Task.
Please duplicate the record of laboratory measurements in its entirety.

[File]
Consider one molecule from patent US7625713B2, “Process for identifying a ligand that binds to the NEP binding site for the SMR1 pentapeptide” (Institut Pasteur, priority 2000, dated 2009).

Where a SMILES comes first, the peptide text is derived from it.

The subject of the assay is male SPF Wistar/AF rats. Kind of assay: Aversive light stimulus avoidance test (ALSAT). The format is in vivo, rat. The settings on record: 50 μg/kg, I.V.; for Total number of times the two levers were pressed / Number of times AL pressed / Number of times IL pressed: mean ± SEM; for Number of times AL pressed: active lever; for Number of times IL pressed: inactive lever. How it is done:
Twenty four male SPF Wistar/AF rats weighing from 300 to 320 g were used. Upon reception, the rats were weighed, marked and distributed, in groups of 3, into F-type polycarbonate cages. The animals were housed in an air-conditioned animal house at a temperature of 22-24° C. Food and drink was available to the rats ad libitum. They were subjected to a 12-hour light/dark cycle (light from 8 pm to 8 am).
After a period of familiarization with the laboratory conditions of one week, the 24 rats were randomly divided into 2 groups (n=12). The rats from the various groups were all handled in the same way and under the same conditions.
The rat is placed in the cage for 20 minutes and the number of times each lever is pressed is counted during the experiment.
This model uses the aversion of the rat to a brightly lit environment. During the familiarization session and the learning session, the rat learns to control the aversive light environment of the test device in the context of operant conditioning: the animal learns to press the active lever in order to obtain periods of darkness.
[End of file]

Consider one molecule from patent US7625713B2, “Process for identifying a ligand that binds to the NEP binding site for the SMR1 pentapeptide” (Institut Pasteur, priority 2000, dated 2009).

Where a SMILES comes first, the peptide text is derived from it.

The subject of the assay is male SPF Wistar/AF rats. Kind of assay: Aversive light stimulus avoidance test (ALSAT). The format is in vivo, rat. The settings on record: 50 μg/kg, I.V.; for Total number of times the two levers were pressed / Number of times AL pressed / Number of times IL pressed: mean ± SEM; for Number of times AL pressed: active lever; for Number of times IL pressed: inactive lever. How it is done:
Twenty four male SPF Wistar/AF rats weighing from 300 to 320 g were used. Upon reception, the rats were weighed, marked and distributed, in groups of 3, into F-type polycarbonate cages. The animals were housed in an air-conditioned animal house at a temperature of 22-24° C. Food and drink was available to the rats ad libitum. They were subjected to a 12-hour light/dark cycle (light from 8 pm to 8 am).
After a period of familiarization with the laboratory conditions of one week, the 24 rats were randomly divided into 2 groups (n=12). The rats from the various groups were all handled in the same way and under the same conditions.
The rat is placed in the cage for 20 minutes and the number of times each lever is pressed is counted during the experiment.
This model uses the aversion of the rat to a brightly lit environment. During the familiarization session and the learning session, the rat learns to control the aversive light environment of the test device in the context of operant conditioning: the animal learns to press the active lever in order to obtain periods of darkness.